So often, women become entrepreneurs for the freedom it gives to control your own schedule and the time you spend with your children. But ironically, many women entrepreneurs find maternity leave the toughest piece of the puzzle to solve.
Do you tell your clients or customers you're pregnant? How long can you take off without risking the business you've built? What if clients start using another company and never come back to you? If you refer the work or hire a sub-contractor, are you giving away the core of your business? How can you afford to lose months of pay during maternity leave?
These are all questions that bedevil women entrepreneurs considering maternity leave. My answer to each is the same: don't worry.
You may, in fact, lose a client or two -- women entrepreneurs I know have experienced just that disappointment. But ultimately, you should start (or expand) your family when you are ready, and not postpone it out of fear. Children will affect your life more profoundly than any business venture. Moreover, you started your business once, so if you have to build it back up again, you know how to do it. In fact, you can avoid some mistakes, making it easier the second time!
As far as money goes, the few employed women in the U.S. who are fortunate enough to receive paid leave generally receive only a few weeks. Many moms save up in advance and then pinch pennies as we're enjoying our new babies. For each of my pregnancies, I received six weeks paid and took four and a half months unpaid -- it hurt financially but we made it work.
That's not to say you shouldn't plan carefully. Women entrepreneurs should approach maternity leave as strategically as you attack each aspect of your business. Here are my best suggestions for women entrepreneurs planning maternity leave:
- Manage your work flow. Set a tentative amount of time for maternity leave, and get some work in the pipeline that will be ready when you return from leave. Start ramping down your workload several weeks before your due date, since babies have been known to arrive early.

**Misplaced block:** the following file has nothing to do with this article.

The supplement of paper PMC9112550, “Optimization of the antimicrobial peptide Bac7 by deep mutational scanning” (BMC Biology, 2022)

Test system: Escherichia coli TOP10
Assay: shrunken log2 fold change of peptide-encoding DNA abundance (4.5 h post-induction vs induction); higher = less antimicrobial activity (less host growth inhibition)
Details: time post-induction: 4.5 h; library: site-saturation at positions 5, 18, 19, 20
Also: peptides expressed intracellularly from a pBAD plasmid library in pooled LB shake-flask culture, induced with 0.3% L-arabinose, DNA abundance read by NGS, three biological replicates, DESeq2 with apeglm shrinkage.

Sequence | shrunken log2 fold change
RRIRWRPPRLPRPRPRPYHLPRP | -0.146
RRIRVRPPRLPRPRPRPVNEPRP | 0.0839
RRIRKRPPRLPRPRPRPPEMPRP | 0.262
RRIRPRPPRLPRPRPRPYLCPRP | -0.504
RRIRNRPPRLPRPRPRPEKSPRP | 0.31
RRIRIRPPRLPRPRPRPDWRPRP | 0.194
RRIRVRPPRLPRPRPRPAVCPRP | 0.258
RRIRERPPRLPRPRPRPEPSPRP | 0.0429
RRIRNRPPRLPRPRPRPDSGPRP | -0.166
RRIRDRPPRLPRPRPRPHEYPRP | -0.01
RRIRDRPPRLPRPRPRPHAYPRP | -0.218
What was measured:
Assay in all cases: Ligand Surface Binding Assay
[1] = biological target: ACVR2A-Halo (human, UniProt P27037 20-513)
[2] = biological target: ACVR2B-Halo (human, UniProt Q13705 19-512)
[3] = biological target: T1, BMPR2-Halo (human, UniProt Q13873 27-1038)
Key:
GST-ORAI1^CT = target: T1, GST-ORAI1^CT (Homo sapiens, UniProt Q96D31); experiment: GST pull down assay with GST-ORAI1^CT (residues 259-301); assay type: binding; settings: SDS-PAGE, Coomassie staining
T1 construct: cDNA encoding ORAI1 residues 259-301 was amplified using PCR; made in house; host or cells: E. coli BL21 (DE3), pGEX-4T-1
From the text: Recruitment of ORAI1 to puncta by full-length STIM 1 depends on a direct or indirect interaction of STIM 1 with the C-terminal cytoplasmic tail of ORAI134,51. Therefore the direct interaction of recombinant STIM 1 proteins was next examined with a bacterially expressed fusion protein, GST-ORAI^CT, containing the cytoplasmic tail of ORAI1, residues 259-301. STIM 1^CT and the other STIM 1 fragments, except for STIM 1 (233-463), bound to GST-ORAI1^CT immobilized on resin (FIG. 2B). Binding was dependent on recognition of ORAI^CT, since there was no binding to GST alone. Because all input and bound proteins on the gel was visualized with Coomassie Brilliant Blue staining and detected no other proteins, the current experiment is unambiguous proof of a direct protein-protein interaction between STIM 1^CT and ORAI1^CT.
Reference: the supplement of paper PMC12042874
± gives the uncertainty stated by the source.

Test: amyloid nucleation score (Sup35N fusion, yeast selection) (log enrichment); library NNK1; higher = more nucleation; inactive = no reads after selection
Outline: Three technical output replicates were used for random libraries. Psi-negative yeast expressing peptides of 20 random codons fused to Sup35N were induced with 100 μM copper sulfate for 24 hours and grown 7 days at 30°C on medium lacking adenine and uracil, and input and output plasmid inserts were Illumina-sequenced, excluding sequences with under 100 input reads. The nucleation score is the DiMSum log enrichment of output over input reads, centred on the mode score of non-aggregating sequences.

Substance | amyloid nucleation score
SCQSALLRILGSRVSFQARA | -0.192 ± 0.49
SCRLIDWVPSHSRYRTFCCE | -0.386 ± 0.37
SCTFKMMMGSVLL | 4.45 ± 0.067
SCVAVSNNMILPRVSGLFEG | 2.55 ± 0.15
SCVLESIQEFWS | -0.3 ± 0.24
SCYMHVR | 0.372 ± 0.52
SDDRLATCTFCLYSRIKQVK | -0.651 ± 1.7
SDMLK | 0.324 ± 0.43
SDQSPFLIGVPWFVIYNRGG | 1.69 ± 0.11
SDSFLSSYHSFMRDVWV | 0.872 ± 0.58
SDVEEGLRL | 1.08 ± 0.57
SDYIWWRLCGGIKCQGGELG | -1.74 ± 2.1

- Arrange multiple, flexible child care options. Aim for an overlapping combination of an available babysitter, relative, husband and daycare center. You may find that a project pops three weeks post-partum and you happen to feel physically recovered and able to tackle it. Or, you may need five months after giving birth to bond with your baby and build up enough night-time sleep to function at work. Leave your options open to suit either scenario.
- Keep your pregnancy need to know. I'm not advising that you ever lie about being pregnant or needing maternity leave. But neither should you send out a mass e-mail announcing your pregnancy. Tell those clients who rely on you regularly, and use your judgment about disclosing it to people with whom you're in infrequent contact.
- Delegate your work. This is often the hardest advice for women entrepreneurs on maternity leave to take. Whether you're a one-woman consulting shop or the chief executive of a multi-person business, it can be difficult to relinquish control. Do it. You'll be developing resources that may come in handy later, in surprising ways.
- Learn to say no. Your maternity leave is just the first step into the world of balancing work and family needs. There will be many more times when you have to choose between your career and your children, even in small ways. Once you learn to make a considered decision and embrace that choice without guilt, you'll have to secret to being a happy mom entrepreneur.
Recently, I participated in a networking call of women entrepreneurs, and maternity leave quickly arose as a topic of concern. One expectant mom described her plan to take four months off and the work that she was lining up for the fall. It was such a sane approach -- quite a step up from my friend who took three weeks off and resumed work in a sleep-deprived haze. It almost made me believe that I could manage another baby and my business as well. (Quick, someone talk some sense into me!)